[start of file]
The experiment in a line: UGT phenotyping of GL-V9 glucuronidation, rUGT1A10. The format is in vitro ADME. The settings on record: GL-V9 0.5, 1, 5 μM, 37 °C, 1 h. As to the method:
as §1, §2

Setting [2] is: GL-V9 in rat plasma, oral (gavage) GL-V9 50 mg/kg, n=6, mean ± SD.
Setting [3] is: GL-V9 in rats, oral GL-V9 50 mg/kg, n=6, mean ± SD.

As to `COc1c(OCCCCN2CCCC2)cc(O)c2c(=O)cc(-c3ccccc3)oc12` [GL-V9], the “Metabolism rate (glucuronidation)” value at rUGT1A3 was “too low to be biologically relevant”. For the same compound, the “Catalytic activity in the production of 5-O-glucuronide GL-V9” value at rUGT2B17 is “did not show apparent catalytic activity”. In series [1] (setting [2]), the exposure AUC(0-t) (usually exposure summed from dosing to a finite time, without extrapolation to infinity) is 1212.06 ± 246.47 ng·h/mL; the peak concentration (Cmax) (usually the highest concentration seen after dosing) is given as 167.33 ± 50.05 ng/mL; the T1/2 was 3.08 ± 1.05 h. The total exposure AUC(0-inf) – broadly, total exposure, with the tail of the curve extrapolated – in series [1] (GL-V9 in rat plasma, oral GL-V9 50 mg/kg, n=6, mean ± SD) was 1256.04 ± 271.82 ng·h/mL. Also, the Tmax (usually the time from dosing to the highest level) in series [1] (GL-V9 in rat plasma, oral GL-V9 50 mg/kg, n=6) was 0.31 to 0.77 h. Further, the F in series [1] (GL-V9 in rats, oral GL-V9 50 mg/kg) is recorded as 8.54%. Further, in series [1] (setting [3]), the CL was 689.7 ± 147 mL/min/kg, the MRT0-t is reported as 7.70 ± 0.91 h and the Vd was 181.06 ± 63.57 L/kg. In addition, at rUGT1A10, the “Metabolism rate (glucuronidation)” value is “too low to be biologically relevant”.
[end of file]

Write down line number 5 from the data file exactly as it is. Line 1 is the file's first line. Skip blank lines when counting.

As to `COc1c(OCCCCN2CCCC2)cc(O)c2c(=O)cc(-c3ccccc3)oc12` [GL-V9], the “Metabolism rate (glucuronidation)” value at rUGT1A3 was “too low to be biologically relevant”. For the same compound, the “Catalytic activity in the production of 5-O-glucuronide GL-V9” value at rUGT2B17 is “did not show apparent catalytic activity”. In series [1] (setting [2]), the exposure AUC(0-t) (usually exposure summed from dosing to a finite time, without extrapolation to infinity) is 1212.06 ± 246.47 ng·h/mL; the peak concentration (Cmax) (usually the highest concentration seen after dosing) is given as 167.33 ± 50.05 ng/mL; the T1/2 was 3.08 ± 1.05 h. The total exposure AUC(0-inf) – broadly, total exposure, with the tail of the curve extrapolated – in series [1] (GL-V9 in rat plasma, oral GL-V9 50 mg/kg, n=6, mean ± SD) was 1256.04 ± 271.82 ng·h/mL. Also, the Tmax (usually the time from dosing to the highest level) in series [1] (GL-V9 in rat plasma, oral GL-V9 50 mg/kg, n=6) was 0.31 to 0.77 h. Further, the F in series [1] (GL-V9 in rats, oral GL-V9 50 mg/kg) is recorded as 8.54%. Further, in series [1] (setting [3]), the CL was 689.7 ± 147 mL/min/kg, the MRT0-t is reported as 7.70 ± 0.91 h and the Vd was 181.06 ± 63.57 L/kg. In addition, at rUGT1A10, the “Metabolism rate (glucuronidation)” value is “too low to be biologically relevant”.